FODMAPs are carbohydrates (sugars) that are found in foods. Not all carbohydrates are considered FODMAPs.
The FODMAPs in the diet are:
- Fructose (fruits, honey, high fructose corn syrup (HFCS), etc)
- Lactose (dairy)
- Fructans (wheat, onion, garlic, etc)(fructans are also known as inulin)
- Galactans (beans, lentils, legumes such as soy, etc)
- Polyols (sweeteners containing sorbitol, mannitol, xylitol, maltitol, stone fruitssuch as avocado, apricots, cherries, nectarines, peaches, plums, etc)FODMAPs are osmotic (means they pull water into the intestinal tract), may not be digested or absorbed well and could be fermented upon by bacteria in the intestinal tract when eaten in excess.Symptoms of gas, bloating, cramping and/or diarrhea may occur in those who could be sensitive to the effects of FODMAPs. A low FODMAP diet may help reduce symptoms, which will limit foods high in fructose, lactose, fructans, galactans and polyols.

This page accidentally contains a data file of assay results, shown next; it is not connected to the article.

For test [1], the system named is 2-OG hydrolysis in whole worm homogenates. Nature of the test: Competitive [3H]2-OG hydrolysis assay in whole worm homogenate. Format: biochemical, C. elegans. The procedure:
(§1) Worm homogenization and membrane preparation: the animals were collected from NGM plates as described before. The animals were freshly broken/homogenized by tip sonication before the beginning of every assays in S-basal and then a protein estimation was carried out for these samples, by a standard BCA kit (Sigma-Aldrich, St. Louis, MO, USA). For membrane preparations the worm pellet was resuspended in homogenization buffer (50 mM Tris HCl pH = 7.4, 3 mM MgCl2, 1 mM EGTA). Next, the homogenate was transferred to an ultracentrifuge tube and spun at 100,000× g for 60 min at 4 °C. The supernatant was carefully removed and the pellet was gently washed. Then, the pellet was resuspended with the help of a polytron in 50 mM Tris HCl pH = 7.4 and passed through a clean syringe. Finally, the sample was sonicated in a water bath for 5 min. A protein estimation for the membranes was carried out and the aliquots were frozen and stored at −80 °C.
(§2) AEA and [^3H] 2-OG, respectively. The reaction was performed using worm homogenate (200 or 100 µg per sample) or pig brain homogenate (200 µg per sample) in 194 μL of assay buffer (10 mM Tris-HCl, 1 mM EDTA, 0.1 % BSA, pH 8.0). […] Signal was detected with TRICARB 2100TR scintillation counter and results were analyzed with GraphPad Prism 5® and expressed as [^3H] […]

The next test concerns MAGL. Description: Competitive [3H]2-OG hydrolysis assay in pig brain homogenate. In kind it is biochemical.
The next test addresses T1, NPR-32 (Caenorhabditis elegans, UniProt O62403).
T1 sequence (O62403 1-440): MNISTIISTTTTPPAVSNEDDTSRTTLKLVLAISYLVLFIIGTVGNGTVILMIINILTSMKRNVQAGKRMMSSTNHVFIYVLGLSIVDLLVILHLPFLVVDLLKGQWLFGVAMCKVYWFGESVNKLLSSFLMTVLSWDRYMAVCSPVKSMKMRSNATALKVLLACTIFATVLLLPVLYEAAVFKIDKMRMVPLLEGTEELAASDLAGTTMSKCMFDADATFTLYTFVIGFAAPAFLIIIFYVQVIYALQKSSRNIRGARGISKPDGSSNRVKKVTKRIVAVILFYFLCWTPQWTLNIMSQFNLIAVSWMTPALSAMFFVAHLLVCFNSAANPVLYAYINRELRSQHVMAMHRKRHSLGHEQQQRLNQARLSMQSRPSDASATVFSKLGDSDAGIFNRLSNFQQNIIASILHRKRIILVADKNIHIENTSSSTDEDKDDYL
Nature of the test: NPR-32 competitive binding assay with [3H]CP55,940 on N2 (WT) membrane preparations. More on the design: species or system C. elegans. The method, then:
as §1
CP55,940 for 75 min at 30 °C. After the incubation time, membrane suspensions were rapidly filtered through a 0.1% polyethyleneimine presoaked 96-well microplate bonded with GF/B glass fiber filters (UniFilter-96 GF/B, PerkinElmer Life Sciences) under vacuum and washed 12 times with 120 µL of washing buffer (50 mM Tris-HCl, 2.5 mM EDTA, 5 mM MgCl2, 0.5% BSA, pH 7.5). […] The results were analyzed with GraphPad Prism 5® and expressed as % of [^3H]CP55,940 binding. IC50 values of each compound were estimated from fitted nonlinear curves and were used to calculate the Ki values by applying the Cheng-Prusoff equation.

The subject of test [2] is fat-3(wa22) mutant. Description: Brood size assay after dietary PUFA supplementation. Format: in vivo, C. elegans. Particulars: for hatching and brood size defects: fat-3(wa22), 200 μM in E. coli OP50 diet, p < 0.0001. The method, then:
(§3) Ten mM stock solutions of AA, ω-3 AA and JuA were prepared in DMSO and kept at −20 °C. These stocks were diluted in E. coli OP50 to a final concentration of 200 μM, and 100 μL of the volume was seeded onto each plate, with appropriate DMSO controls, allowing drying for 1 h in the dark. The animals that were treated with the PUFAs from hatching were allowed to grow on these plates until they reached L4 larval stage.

The low FODMAP diet is often used in those with irritable bowel syndrome (IBS). The diet also has potential use in those with similar symptoms arising from other digestive disorders such as inflammatory bowel disease.
This diet will also limit fiber as some high fiber foods have also high amounts of FODMAPs. (Fiber is a component of complex carbohydrates that the body cannot digest, found in plant based foods such as beans, fruits, vegetables, whole grains, etc).
You may also be interested in how taking Metamucil (psyllium fiber) can help your bowel symptoms.